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Discussion Starter · #1 ·
PHILIP MESSING, MURRAY WEISS and ANDY GELLER

An off-duty detective who shot an armed thug to halt a brutal beating has become the first police officer to run afoul of new NYPD rules requiring cops to take Breathalyzer tests after firing their weapons, police sources said.
The 44-year-old detective from Brooklyn South Narcotics, a 15-year veteran of the force, was placed on modified duty and stripped of his weapon after the shooting at 2 a.m. Sunday, in which the thug opened fire first with a powerful Tec-9 automatic handgun, the sources said.
Stephon Allston, 22, a Queens man with a rap sheet, fired three shots but missed. The detective fired five times, hitting the suspect in the arm and leg. Allston fled but was later busted and charged with attempted murder.
Under rules adopted by the NYPD in October 2007 on the recommendation of Police Commissioner Ray Kelly, the detective was forced to take a Breathalyzer test - and failed it narrowly.
His blood-alcohol level was 0.10. The state limit is 0.08. For a man who weighs 160 pounds, that's six drinks in two hours.
Veteran officers said it was unlikely the detective would lose his job, but a senior police official said, "The jury is still out on this."
The rules, adopted after Sean Bell was killed in a hail of 50 police bullets on Nov. 25, 2006, are highly controversial in the department.
"Years ago, if you didn't take action, the department would accuse you of cowardice," a police source said. "Now they encourage you not to take action."
A veteran cop agreed: "Anybody who carries their gun off duty is an absolute idiot."
Mike Paladino, head of the Detectives Endowment Association, said the detective "did a heroic job, despite the results of any breath test."
So far, a dozen cops and six detectives have undergone Breathalyzer tests after firing their weapons, but the detective in Sunday's shooting is the first to be punished. A breath test is mandatory only if a cop hits someone.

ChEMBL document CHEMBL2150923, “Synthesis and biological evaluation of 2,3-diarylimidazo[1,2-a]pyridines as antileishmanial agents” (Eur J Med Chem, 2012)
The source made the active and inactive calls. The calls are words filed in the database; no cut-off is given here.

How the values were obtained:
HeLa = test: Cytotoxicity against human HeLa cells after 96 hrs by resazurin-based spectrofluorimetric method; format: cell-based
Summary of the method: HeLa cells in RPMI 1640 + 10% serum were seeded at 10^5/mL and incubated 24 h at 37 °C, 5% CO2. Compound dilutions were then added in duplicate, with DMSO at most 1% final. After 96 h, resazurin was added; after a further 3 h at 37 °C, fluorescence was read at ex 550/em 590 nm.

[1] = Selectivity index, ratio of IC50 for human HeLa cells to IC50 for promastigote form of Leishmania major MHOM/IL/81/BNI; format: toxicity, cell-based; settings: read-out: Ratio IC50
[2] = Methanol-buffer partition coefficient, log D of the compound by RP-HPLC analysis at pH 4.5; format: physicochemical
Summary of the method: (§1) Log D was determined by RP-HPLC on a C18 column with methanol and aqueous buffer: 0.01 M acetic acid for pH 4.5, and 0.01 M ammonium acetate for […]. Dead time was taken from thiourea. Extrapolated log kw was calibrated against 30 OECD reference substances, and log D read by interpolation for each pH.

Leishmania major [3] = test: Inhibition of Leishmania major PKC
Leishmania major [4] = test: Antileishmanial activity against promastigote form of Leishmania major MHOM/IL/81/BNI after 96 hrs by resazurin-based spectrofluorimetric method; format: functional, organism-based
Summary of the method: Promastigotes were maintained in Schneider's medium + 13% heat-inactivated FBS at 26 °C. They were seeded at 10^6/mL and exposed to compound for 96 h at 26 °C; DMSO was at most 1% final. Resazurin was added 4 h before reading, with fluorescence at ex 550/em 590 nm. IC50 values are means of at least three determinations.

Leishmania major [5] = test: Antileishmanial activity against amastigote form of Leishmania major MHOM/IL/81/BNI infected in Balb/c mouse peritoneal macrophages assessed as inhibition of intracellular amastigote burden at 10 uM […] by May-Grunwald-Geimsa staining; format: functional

Sean Sawyer, an off-duty narcotics cop who shot and killed a motorist in a Manhattan road-rage incident last year, disappeared for 19 hours after the shooting. Authorities suspect he did so to avoid a Breathalyzer test.
Sawyer was cleared by a grand jury last week.
In the shooting Sunday, the detective was with a seven people, including two off-duty correction officers who were waiting to enter a Queens club, when he saw four men walloping another, police sources said.
The detective and the others in his party went down the street to stop the beating. When they got there, Allston pulled out a Tec-9, jammed a magazine into it and cocked it, the sources said.
"I'm a police officer," the detective shouted, ordering Allston to drop his weapon.
Allston allegedly opened fire, fleeing when he was hit. He was arrested at Franklin Hospital in Valley Stream, LI, along with another suspect.

Story From:The New York Post.
 

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Based on the face value of what's been reported on the incident, the off-duty officer may very well have saved someone's life that night. That being said, I agree that he's also very foolish to be carrying a weapon while going out drinking. I think officers should carry off-duty but if you want to go out and get tanked, leave the weapon at home!